There is no other approach of vessels at sea or in inland waters so trying to the souls of seamen as that of two vessels on a near-collision course in the crossing situation. What navigator of a privileged vessel, about to cross another, has not...

  • Two Old Sights Rejuvenated
    By Lieutenant Commander W. A. Mason, U. S. Navy

    Every navigator has, at various times, been confronted with the situation where a badly needed observation of the sun or other body was rendered temporarily impossible due to an obscured horizon. It is then that one prays for a bubble sextant...

  • Lest the Essence Be Lost
    By Lieutenant Commander H. C. Fischer (C.E.C.), U. S. Navy

    During the past ten years or more there has been a much discussed demand for greater breadth of training at engineering schools. At the Naval Academy also there has been a similar demand for more cultural training. The Naval Academy and some...

  • Permanency of Personnel: A Suggested Method of Approaching the Ideal
    By Lieutenant Commander Vincent H. Godfrey, U. S. Navy

    All hands at sea are agreed that the greatest obstacle to efficiency in the Navy nowadays is the constant shifting of personnel. This is particularly noticeable in smaller ships such as destroyers and submarines, where approximately three-...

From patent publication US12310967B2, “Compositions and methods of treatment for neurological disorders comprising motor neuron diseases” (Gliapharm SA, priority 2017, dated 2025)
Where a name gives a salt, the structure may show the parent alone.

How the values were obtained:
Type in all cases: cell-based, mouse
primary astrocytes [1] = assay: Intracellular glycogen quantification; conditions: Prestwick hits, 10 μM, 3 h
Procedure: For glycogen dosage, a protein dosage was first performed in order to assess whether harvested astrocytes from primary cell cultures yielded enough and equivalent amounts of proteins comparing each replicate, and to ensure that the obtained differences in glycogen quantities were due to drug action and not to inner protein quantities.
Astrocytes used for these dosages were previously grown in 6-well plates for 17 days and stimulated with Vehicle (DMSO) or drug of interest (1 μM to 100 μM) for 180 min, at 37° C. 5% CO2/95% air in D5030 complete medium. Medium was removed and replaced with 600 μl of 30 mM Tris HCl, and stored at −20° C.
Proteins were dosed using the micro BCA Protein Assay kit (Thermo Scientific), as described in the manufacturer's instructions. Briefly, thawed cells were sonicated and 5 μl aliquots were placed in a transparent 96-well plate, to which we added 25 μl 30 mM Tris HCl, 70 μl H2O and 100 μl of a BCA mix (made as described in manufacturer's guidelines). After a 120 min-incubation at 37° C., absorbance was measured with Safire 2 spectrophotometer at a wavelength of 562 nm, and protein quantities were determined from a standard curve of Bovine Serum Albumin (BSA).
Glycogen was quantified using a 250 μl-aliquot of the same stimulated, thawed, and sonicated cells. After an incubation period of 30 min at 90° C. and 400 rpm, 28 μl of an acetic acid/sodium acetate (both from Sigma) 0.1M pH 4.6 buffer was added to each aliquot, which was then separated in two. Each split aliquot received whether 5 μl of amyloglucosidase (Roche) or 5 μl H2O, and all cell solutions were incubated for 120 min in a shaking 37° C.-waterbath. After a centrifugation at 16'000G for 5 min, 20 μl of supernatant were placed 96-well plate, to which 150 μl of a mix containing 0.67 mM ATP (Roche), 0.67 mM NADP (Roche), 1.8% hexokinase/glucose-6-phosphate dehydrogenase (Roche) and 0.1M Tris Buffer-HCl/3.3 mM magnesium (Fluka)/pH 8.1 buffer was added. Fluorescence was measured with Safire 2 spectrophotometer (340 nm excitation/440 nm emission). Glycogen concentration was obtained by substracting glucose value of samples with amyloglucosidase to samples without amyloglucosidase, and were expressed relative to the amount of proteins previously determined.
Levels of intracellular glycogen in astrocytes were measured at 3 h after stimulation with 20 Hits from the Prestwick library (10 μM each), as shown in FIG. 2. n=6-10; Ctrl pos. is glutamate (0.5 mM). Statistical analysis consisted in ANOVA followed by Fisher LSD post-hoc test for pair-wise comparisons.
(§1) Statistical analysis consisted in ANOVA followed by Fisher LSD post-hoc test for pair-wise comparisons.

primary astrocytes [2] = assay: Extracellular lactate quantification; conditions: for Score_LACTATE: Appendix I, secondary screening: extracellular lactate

• The Terrestrial Triangle
    By Lieutenant Commander P. V. H. Weems, U. S. Navy (Retired)

    Position finding by applied astronomy has for generations given a close connection between theoretical astronomy and practical navigation. This was especially true in the past when navigators wrestled with lunar distances, and to a less extent in...

  • Documents on Naval War with France
    By Captain Dudley W. Knox, U. S. Navy (Retired)

    President Roosevelt has character­ized as “peculiarly” his “own child” the project for the publication of early naval historical documents selected from the Navy Department archives, sup­plemented from numerous...

  • Historic Ships of the Navy: Constellation
    By Robert W. Neeser

    The first Constellation was a sailing frigate of 36 guns built by "the War and Treasury Departments" at Baltimore, Md., under the terms of the Act of March 27, 1794. She was built of live oak, and was launched on September 7,...

  • Discussions

    Longitude by “H. O. 211”

    (See page 499, this issue)

    Commander J. B. Oldendorf, U. S. Navy.—Personally, I was very glad to see Mr. Hinkel's article on working the...

  • Notes on International Affairs
    Prepared by Professor Allan Westcott, U. S. Naval Academy

    From February 3 to March 3


    Reich Ponders Anglo-French Bid.— Briefly stated, Great Britain and France, supported by Italy and the Soviet Re­public, offered to Germany a choice...

  • Book Reviews


    Members of the Institute may save money by ordering books through its Book Department, which will supply any obtainable book. A discount of 10 per cent is allowed on books published by the Institute, and 5...

  • Professional Notes
  • Financial Statement
  • Photographs